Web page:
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doug

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doug last won the day on February 7 2013

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About doug

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    GOTM Oct 05, Oct 06

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  • Location
    Williamson, NY
  • Interests
    Guitar necks!!
  1. LOL... I didn't actually give it more than a quick glance... Photoshop makes a lot more sense.
  2. Ok, so a lot of us know how much work making a neck like that is, plus all the other custom doo dads. It's hard to imagine going through all that only to make it look like another strat...
  3. I'm of the opinion just about any wood can be used for a neck... However, it's not just the species you need to be concerned with, it's the chunk of lumber itself. In other words, one piece of maple may be fine for a neck, yet another might not for numerous reasons, which I'm sure you're already familiar with. Santos rosewood can make a very nice neck, however keep an eye out for signs of it twisting. I've used lots of it, and this particular wood can be very testy. It's a sin to toss big beautiful pieces into the burn pile, yet sometimes it's prudent. I use pau ferro as the default fing
  4. You need to find a way to sand the glue faces parallel especially if you're planning to layer like the neck in the picture.
  5. Belt sander is good. Just use the right kind of belt and score a nice line with a scribe so you know where to stop.
  6. I've used table saw with soft metal carbide blade and removed just a little at a time from the plate side. Worked fine, but sort of dangerous. I'm fortunate enough to have a friend with a fancy machine shop and he had one of his people mill another block for me too. I'm like a bull in a china shop with a file so I'd ruled it out... LOL
  7. jessejames... glad you have this worked out. I hadn't had a chance to read this thread until now, but your solution is good IMHO. Especially since it worked! I didn't catch what bridge you were going to use, however with the heel being at 2-3/16" wide your back into the realm of "normal". It's actually a shame that a vendor would supply a template like that to an unsuspecting customer. I've had many customers over the years send me templates (thinking it would help) that were complete garbage. What pains me, it that they actually paid money for them! You were fortunate to have noticed the d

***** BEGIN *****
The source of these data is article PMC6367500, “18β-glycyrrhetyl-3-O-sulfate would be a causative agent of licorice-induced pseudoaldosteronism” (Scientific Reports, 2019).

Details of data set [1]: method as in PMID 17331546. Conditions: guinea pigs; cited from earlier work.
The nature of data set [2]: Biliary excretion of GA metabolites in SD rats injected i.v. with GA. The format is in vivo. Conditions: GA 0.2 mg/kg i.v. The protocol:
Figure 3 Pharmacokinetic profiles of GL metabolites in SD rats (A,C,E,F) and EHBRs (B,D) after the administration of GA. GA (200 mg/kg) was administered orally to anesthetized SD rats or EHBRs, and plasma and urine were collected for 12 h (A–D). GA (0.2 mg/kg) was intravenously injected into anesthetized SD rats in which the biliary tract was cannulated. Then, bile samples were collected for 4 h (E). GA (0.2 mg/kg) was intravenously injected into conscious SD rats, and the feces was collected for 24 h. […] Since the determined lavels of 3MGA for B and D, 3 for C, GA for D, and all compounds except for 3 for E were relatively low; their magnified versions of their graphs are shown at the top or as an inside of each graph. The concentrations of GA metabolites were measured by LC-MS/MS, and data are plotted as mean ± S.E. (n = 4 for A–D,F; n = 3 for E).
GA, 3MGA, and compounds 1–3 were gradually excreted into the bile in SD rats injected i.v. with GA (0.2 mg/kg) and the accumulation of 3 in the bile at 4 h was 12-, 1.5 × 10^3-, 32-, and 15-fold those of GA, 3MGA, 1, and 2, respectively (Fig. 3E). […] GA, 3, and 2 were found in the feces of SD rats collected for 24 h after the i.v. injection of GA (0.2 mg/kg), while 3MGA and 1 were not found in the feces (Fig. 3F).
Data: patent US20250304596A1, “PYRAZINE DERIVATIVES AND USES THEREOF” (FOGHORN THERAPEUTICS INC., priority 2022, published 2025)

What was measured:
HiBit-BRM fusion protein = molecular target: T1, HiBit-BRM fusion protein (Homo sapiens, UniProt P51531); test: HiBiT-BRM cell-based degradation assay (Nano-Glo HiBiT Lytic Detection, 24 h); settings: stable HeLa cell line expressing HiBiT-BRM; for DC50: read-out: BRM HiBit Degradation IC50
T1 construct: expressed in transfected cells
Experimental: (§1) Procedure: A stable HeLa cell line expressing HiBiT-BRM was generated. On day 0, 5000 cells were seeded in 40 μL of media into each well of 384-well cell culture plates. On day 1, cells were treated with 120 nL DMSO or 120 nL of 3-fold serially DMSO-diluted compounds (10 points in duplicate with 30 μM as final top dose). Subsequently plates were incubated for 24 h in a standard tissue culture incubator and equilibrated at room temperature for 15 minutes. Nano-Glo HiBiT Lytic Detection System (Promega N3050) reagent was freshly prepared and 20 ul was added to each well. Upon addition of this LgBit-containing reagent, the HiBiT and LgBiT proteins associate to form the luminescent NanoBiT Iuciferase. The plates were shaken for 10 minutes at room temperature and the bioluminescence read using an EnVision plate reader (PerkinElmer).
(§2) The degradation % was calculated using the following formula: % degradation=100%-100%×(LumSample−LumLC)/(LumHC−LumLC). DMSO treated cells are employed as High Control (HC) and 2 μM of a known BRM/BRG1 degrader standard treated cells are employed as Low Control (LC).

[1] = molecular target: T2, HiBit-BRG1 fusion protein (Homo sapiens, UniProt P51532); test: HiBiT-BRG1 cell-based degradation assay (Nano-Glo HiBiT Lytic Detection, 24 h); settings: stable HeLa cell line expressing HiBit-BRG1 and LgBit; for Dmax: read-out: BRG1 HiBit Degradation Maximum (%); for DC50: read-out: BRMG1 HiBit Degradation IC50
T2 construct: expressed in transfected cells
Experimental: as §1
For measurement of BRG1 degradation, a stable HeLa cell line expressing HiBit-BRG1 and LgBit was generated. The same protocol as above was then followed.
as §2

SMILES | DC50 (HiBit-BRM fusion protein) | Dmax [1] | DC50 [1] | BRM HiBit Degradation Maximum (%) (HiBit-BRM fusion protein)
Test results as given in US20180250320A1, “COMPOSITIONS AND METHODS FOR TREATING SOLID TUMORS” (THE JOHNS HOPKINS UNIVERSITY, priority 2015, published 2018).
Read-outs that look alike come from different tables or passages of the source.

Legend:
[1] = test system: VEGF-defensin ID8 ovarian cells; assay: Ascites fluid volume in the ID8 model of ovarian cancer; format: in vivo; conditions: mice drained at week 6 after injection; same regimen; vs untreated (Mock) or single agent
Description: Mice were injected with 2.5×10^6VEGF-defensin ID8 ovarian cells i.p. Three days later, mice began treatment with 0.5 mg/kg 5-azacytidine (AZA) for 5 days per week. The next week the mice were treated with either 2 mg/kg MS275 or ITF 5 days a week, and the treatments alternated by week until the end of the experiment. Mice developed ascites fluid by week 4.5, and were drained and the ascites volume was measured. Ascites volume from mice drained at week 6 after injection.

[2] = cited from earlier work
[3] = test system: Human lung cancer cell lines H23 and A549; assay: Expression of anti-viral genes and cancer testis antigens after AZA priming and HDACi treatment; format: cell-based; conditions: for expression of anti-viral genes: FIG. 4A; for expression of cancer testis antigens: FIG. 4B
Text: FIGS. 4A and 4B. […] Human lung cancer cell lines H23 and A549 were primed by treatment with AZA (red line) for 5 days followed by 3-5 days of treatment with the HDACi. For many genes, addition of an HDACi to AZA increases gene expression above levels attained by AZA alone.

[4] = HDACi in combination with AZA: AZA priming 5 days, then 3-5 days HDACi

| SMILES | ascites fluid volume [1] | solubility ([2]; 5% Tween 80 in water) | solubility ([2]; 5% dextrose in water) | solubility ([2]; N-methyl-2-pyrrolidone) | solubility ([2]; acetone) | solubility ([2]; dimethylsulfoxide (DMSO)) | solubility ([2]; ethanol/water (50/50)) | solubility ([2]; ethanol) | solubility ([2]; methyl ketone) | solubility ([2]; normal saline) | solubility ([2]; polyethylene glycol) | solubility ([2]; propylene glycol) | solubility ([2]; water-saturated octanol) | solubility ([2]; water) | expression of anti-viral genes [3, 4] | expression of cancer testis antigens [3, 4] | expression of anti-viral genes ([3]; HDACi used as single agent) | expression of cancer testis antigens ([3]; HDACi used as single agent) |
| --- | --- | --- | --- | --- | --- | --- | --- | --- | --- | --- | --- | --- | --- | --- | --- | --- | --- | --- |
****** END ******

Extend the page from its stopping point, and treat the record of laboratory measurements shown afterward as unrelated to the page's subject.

8. A kit can be a good place to start. You can learn a lot that way, and not worry about the pieces fitting (for the most part). poptartpower is spot on with respects body/neck compatibility. I make a ton of necks for Warmoth, USA, and Carvin bodies. Those are consistent. The rest in my opinion... is anybodies guess. Because of that I've made it mandatory customers to send their body to me so I can verify the geometry before making a neck for it. Have fun :o)
  9. That's pretty much it... However you should at least clamp the neck solidly in place then check bridge height again. Believe it or not, that last little bit of forced settling can make or break your ideal angle. Much easier dry than with sticky goo all over it...:o)
  10. Sometimes we all do stuff that makes us wonder what we were thinking... :o) Don't beat yourself up too much, wood grows on trees... Not sure what your process is for constructing a neck, but if that had happened to me I would cut the neck off at the scarf and add a new headstock. Oh yeah, a big pain for sure. My jigs are set up for an unshaped neck so for me it means this has to be done manually. The cupping concerns me though. With all reasons why that can happen maybe you should toss that one and start again before you go too much further. If it's bolt on then if it goes all squirre
  11. Go to my web site and the How To page... once you see how it's done, you'll understand fully. Yes, the heel, and it's dimensions are quite different than a bolt on neck. There's about 2" of heel beyond the last fret and the heel is about 2" tall. Well, that's what size they are when I ship them out to a customer. Trimming is involved to create the exact dimensional needs for the specific instrument. -Doug
  12. NoQuattro- In response to your initial question, the heel of a set neck should go into the body at least as far as the back of the neck pickup cavity. Many builders including myself don't even have that bit of body sticking out to form a neck pocket like a typical bolt on body does. As long as the depth of the set neck heel is adequate, and the fit is tight, there's ample surface area for glue. As for the bolt on neck, provided the neck pocket is is again tight, it should work just fine. The idea here is to grab as much of the heel wood with glue as possible. Bolts going into a bolt on nec
  13. And there you have it... Wood's wood... the saw tells all. :o)
  14. WezV nailed it... woodworking 101 - Counteracting wood movement. The addition of 2 or 3 thin layers of another, maybe harder, wood really increases the neck's longitudinal strength. Actually I think there is some truth to the idea of a board resisting bending force more or less depending on the direction of the grain in relation to the force applied. Not all woods seem to follow that rule of thumb though, but the softer ones like mahogany, walnut, or poplar etc. do. Tighter grained woods (small growth rings) like bloodwood, bubinga and older growth maple varieties, don't have much appreci
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